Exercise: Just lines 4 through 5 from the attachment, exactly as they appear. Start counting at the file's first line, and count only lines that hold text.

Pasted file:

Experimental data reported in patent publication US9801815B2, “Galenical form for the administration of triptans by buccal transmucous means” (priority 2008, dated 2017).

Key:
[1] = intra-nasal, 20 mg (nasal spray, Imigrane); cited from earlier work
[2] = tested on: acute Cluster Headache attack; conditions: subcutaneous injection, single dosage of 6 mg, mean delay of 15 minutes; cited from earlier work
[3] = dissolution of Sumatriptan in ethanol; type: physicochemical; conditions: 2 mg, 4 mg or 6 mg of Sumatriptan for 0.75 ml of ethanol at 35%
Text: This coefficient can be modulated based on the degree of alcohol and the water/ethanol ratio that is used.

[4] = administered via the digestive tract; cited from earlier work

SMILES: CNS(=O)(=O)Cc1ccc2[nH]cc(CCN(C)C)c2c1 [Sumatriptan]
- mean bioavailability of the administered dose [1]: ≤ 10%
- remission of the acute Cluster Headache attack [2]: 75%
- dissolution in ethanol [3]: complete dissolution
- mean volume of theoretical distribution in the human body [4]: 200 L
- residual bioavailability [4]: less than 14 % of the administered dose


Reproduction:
[2] = tested on: acute Cluster Headache attack; conditions: subcutaneous injection, single dosage of 6 mg, mean delay of 15 minutes; cited from earlier work
[3] = dissolution of Sumatriptan in ethanol; type: physicochemical; conditions: 2 mg, 4 mg or 6 mg of Sumatriptan for 0.75 ml of ethanol at 35%